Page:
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Private Collection. Photo by Troy Mamer.
"Way Out West"
David Thauberger, "Way Out West," 2004, acrylic on panel, 24” x 36”.
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Collection of the Mendel Art Gallery.
David Thauberger, "Dance Hall," 1980, acrylic and glitter on canvas, 45.3” x 68.1”.
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Collection of the Mendel Art Gallery.
David Thauberger, "At Home," 1983, screenprint, 22” x 15”.
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Private Collection. Photo by Don Hall.
David Thauberger, "Prayer Home," 2004, acrylic, window screen on canvas, 66” x 90”.
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Collection of the Canada Council Art Bank. Photo copyright Brandon Clarida Image Services.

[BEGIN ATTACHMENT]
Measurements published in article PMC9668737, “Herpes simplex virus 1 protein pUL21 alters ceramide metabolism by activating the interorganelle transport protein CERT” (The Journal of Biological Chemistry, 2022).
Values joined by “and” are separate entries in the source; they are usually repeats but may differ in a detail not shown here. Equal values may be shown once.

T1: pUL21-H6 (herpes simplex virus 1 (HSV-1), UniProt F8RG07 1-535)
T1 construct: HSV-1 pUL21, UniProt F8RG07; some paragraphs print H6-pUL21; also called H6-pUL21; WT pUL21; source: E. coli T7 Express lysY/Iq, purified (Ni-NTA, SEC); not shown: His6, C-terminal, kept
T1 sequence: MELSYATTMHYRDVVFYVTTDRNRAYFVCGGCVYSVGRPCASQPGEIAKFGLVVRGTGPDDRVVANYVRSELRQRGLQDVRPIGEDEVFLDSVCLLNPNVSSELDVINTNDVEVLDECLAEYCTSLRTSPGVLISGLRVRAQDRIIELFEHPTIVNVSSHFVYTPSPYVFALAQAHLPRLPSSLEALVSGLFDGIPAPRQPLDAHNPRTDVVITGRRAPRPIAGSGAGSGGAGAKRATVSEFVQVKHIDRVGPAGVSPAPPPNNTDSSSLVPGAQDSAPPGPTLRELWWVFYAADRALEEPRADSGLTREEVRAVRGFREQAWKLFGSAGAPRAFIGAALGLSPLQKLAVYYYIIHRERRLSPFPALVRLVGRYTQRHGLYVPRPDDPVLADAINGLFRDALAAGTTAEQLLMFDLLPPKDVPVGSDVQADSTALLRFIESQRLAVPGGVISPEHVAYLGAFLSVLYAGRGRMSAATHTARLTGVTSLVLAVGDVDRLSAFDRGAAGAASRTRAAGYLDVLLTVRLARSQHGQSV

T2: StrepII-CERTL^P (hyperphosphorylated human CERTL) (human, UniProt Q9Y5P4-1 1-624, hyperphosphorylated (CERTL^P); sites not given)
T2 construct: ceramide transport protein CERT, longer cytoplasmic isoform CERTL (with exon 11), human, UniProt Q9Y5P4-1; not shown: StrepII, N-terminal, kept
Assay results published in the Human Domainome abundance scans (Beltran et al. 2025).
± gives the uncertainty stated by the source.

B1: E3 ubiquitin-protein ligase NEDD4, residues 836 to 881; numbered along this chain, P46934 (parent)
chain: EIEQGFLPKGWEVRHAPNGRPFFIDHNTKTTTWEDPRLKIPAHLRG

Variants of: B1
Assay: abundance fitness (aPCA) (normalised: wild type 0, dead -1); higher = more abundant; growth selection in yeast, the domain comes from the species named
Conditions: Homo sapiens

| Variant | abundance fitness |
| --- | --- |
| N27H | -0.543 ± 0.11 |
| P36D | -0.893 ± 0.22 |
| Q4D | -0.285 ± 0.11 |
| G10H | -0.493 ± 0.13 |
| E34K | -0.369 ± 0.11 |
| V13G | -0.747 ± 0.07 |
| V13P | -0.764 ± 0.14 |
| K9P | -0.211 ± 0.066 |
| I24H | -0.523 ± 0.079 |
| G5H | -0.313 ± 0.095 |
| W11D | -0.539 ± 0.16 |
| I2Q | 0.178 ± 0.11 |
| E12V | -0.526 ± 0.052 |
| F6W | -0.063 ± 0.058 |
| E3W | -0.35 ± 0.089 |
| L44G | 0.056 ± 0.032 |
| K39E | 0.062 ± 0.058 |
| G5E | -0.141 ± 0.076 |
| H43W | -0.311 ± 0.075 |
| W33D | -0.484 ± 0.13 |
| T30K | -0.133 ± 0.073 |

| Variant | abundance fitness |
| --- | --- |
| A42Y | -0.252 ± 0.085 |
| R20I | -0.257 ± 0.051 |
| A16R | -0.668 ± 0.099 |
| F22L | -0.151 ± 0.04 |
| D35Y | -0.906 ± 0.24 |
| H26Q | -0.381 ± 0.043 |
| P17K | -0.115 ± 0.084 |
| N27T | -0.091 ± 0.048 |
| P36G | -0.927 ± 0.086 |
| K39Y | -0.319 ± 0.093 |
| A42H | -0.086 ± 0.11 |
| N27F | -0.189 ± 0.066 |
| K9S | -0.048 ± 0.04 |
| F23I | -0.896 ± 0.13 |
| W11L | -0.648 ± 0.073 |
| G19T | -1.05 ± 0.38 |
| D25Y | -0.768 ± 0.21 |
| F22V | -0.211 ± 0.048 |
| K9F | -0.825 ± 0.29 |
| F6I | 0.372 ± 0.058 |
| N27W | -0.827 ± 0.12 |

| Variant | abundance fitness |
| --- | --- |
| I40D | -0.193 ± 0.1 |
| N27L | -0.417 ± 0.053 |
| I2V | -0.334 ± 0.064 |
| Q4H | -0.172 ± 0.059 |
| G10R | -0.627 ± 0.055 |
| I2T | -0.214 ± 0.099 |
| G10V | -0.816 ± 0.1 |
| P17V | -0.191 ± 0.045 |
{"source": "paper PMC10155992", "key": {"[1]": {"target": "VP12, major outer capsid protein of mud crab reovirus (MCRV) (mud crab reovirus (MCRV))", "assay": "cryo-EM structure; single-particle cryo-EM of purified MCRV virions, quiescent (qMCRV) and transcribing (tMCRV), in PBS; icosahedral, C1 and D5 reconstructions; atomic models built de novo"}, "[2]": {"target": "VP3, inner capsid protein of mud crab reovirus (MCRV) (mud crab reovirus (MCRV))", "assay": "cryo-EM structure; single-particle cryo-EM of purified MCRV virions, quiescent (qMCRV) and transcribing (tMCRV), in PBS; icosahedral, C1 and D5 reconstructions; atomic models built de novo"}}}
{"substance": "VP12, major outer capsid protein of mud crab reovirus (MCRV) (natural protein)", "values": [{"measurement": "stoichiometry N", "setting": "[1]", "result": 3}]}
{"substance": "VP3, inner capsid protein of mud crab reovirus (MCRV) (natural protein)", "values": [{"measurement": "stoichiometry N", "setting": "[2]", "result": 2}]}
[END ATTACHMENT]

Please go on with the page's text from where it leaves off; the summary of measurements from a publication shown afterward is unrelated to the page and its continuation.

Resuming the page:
"Evil Kneevil Jumps Snake River Canyon"
David Thauberger, "Evil Kneevil Jumps Snake River Canyon," 1973, earthenware, glaze, acrylic, metal drive chain and wood, 14.6” x 14.6 x 13”.
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David Thauberger, "Clear Lake," 2013, acrylic on canvas, 42" x 54".
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Copyright David Thauberger.
David Thauberger, "Vanishing Point," 2013, acrylic on canvas, 42" x 54".
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Photo by Don Hall.
"David Thauberger in his Regina studio"
David Thauberger in his Regina studio.
COLLECTING AND COMMUNITY
The Art of David Thauberger
By Margaret Bessai
Part workshop, part memory palace, David Thauberger’s studio is a long room with high ceilings on the second floor of the old press club building in Regina’s warehouse district. His worktables hold a large slide library, stacks of acrylic paint and clean brushes laid out in a neat row several feet long. Jars are filled with toothbrushes, combs and scratching tools. At the far end of the room, light shines through a window onto a canvas in progress on the wall. The carpet below is textured by the edges of airbrush oversprays, and a wooden crate sits up-ended as a stool. Thauberger works here several hours each day, before heading out for afternoon coffee and a quick peek at a thrift shop or antique sale.